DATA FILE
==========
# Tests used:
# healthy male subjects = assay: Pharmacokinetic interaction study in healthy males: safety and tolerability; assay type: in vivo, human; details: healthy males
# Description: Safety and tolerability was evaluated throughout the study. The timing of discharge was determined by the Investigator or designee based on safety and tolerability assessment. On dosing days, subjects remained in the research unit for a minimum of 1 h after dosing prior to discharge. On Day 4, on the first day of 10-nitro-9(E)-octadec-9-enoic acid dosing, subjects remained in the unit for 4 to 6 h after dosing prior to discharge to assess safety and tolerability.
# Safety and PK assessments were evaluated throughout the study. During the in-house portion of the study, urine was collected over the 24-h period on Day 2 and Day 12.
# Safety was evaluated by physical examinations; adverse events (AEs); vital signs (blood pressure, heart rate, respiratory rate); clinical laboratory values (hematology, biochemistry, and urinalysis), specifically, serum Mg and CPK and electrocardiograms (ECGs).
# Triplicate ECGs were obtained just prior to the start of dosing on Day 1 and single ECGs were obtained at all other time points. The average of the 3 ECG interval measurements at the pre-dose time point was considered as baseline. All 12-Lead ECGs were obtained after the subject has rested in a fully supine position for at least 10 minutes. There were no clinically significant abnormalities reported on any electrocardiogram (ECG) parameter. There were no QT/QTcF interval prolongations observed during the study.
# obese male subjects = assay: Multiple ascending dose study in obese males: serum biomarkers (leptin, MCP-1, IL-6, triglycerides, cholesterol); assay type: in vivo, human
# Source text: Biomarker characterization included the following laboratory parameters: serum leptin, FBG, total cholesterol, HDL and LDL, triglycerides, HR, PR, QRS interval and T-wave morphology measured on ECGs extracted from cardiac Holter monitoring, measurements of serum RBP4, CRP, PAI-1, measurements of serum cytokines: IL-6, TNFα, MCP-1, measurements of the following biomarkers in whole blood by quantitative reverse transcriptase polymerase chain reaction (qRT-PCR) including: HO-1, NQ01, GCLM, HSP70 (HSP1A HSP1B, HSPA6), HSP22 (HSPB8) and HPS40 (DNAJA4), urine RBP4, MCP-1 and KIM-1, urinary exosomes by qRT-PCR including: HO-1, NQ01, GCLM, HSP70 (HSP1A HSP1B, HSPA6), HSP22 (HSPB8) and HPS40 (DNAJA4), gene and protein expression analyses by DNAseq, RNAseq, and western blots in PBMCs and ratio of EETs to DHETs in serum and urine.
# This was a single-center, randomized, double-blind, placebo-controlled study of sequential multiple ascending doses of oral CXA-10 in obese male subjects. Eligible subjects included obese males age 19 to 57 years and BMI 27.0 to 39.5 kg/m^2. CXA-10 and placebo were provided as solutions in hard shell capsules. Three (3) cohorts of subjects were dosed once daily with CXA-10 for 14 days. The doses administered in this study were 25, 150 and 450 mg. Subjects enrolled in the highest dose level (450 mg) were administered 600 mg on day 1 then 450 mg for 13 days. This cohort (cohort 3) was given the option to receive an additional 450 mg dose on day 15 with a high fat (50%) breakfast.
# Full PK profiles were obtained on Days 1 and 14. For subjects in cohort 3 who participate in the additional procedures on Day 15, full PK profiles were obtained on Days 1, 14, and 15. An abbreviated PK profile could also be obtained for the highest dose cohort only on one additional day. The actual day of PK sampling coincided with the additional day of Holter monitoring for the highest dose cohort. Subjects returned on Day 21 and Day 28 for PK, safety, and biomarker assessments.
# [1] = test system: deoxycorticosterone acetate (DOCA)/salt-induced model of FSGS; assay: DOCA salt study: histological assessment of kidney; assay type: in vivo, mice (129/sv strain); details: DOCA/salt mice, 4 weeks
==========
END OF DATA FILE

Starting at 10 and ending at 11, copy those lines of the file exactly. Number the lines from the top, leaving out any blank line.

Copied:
# Full PK profiles were obtained on Days 1 and 14. For subjects in cohort 3 who participate in the additional procedures on Day 15, full PK profiles were obtained on Days 1, 14, and 15. An abbreviated PK profile could also be obtained for the highest dose cohort only on one additional day. The actual day of PK sampling coincided with the additional day of Holter monitoring for the highest dose cohort. Subjects returned on Day 21 and Day 28 for PK, safety, and biomarker assessments.
# [1] = test system: deoxycorticosterone acetate (DOCA)/salt-induced model of FSGS; assay: DOCA salt study: histological assessment of kidney; assay type: in vivo, mice (129/sv strain); details: DOCA/salt mice, 4 weeks